BWCA Entry Point, Route, and Trip Report Blog

September 25 2017

Entry Point 38 - Sawbill Lake

Sawbill Lake entry point allows overnight paddle only. This entry point is supported by Tofte Ranger Station near the city of Tofte, MN. The distance from ranger station to entry point is 25 miles. Access is a boat landing at Sawbill Lake. This area was affected by blowdown in 1999.

Number of Permits per Day: 14
Elevation: 1802 feet
Latitude: 47.8699
Longitude: -90.8858
Sawbill Lake - 38

Sawbill to Cherokee Washout

by rharjes
Trip Report

Entry Date: June 19, 2012
Entry Point: Sawbill Lake
Number of Days: 2
Group Size: 2

Trip Introduction:
We had a simple plan in mind, to make it to Cherokee Lake for 3 days time, explore the area, do some fishing and enjoy the BWCA. Our plans ultimately were changed by the unpredictable weather and the pure exhaustion caused by the weather. What turned out to be my shortest BWCA trip, will end up being the most memorable due to the weather.

Day 1 of 2


Tuesday, June 19, 2012 Sawbill Lake, Ada Lake, Skoop Lake, Cherokee Lake

We started out early around 7am from Wilson Lake about 20 miles west of Sawbill Lake in the morning. The last forecast we heard for the day indicated that there was the potential for AM Thunderstorms and PM Thunderstorms. This was the forecast for the rest of the week, scattered showers and storms. We figured if we paddled early enough, we could make it Cherokee before the rain started and get setup. We paddled north on the waveless Sawbill Lake noting that all campsites were taken along the way, so we decided to press on to Cherokee. The first portage into Ada Lake we had hoped to single portage. We didn't expect bugs either. We had a CCS Guide & Pioneer pack, a 30L Barrel plus a Barracuda Spirit II. We quickly learned that single portaging was not going to work. Between the bugs going for any available open skin and the weight of the packs, my girlfriend dumped the guide pack, keeping the barrel and I kept moving on with the pioneer pack and canoe. We walked back about halfway to get the guide pack. While this portage was short, I knew in the back of my head the tough one was going to be the 180 rod portage into Cherokee Creek. Ada Lake was silent and still, except for the echoing sounds of thunder far off in the distance. The thunder was getting louder, but I still felt comfortable with our speed of beating the rain.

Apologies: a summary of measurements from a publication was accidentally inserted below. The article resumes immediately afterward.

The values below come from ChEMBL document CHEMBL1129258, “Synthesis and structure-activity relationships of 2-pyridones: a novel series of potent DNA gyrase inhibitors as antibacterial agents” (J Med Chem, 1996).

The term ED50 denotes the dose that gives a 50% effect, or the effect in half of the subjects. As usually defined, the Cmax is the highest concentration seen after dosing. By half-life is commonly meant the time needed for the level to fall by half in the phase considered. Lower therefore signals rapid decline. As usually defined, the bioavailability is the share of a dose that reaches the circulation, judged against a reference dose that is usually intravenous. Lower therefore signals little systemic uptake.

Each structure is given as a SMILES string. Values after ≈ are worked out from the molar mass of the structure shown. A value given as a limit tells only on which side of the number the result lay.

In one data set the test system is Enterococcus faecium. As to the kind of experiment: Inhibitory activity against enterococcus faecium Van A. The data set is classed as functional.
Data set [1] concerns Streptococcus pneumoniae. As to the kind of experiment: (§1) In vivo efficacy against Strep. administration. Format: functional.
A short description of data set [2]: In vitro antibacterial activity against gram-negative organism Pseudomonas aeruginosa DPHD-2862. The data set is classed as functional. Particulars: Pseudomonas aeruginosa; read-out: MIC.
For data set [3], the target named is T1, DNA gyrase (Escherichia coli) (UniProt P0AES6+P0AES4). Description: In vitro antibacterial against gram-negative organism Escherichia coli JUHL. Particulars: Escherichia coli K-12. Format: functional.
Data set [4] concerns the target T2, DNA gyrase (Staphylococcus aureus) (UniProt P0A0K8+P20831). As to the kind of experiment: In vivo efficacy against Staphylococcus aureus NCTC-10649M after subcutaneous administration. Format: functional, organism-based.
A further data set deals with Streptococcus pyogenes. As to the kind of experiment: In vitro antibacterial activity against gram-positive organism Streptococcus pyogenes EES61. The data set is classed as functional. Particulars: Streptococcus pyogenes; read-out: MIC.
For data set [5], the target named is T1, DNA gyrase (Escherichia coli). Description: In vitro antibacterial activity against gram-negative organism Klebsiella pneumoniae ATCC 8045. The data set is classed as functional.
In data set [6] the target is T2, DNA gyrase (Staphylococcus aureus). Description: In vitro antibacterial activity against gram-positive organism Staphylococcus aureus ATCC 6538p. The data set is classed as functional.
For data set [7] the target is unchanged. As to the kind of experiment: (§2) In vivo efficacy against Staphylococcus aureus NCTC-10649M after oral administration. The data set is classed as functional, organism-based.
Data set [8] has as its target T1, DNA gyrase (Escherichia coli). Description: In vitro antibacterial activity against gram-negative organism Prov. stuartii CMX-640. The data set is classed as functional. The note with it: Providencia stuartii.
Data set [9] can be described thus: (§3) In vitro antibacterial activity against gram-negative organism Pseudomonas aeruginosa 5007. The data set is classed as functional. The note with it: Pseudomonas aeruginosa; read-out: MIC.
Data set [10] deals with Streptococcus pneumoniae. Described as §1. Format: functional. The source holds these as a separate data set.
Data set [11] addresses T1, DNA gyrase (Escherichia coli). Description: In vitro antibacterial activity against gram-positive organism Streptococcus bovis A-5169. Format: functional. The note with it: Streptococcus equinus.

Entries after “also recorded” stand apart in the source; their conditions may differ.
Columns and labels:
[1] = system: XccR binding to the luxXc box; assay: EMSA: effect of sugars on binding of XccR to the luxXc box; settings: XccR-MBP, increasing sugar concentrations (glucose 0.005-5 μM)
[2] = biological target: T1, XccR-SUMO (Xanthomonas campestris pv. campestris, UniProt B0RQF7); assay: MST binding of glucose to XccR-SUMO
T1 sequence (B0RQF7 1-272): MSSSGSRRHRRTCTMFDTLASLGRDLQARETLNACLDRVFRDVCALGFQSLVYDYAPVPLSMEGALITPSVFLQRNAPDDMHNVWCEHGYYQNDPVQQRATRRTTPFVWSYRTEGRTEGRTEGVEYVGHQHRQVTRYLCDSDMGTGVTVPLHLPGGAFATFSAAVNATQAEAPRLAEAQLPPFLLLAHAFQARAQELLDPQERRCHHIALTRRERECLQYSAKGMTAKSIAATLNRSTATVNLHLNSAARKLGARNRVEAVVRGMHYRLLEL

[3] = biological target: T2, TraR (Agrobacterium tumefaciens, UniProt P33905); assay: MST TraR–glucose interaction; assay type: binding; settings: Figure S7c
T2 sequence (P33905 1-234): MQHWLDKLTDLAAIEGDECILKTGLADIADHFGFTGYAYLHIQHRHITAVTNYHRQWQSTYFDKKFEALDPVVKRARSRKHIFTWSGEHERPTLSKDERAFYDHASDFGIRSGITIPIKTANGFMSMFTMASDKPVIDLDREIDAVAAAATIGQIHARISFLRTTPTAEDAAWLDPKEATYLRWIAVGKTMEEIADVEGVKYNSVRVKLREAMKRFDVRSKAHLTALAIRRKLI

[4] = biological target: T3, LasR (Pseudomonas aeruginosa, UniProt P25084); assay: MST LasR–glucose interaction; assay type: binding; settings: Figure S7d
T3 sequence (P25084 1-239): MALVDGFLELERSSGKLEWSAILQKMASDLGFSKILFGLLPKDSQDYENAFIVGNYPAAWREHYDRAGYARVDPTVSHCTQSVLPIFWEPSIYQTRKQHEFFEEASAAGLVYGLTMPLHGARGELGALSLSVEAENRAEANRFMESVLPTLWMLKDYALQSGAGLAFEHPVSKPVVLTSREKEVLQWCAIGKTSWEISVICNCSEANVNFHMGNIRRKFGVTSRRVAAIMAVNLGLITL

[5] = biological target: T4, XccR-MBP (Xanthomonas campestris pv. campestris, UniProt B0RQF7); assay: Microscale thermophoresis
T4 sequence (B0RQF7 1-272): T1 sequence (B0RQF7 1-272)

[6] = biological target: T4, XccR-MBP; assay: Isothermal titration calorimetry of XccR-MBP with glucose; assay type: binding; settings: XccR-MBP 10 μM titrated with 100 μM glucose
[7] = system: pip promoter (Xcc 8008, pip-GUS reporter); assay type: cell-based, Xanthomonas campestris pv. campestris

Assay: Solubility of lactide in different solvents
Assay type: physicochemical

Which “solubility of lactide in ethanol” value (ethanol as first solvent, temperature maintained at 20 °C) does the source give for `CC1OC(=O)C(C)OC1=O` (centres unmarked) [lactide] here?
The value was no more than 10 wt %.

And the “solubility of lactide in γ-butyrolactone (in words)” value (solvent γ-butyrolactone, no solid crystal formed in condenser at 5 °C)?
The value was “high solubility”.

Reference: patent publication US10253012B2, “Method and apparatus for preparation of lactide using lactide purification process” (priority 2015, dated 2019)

Paddling Ada Creek we got a surprise shortly after entering it, something behind us was not happy we paddled by it and heard a loud SPLASH into the water. I looked back and saw an entire floating bog getting tossed around as if it were as light as a feather. I saw something roll around in it that looked like a huge beaver. We kept paddling to keep our distance since I really didn't want whatever it was it coming up next to the canoe. We made it to the beaver dam and had a quick pullover to Ada Lake. We paddled around it quick and headed north to the next portage. Ada Creek went farther that the map made it out to be, so we kept following it, then clearly finding the short portage. We double portaged this one and quickly loaded the canoe and moved north to the other send of Skoop Lake. This was the portage we had been dreading.

I portaged the canoe and barrel with the assumption of making it to the end in one shot, and then coming back halfway to meet my girlfriend and pickup the heaviest pack. She was going to go halfway, set the pack down and go get another pack and meet in the middle. We misjudged the halfway point and it was more like the 1/3 point of the portage. I made it just about to the end when the pain just about got unbearable. I set the canoe down in a clearing and brought the barrel to the end. Met my girlfriend at the 3/4 point and trucked back to get the other pack. Our portage plan didn't work out exactly as expected, however, we decided to simply double portage next time to keep each other company.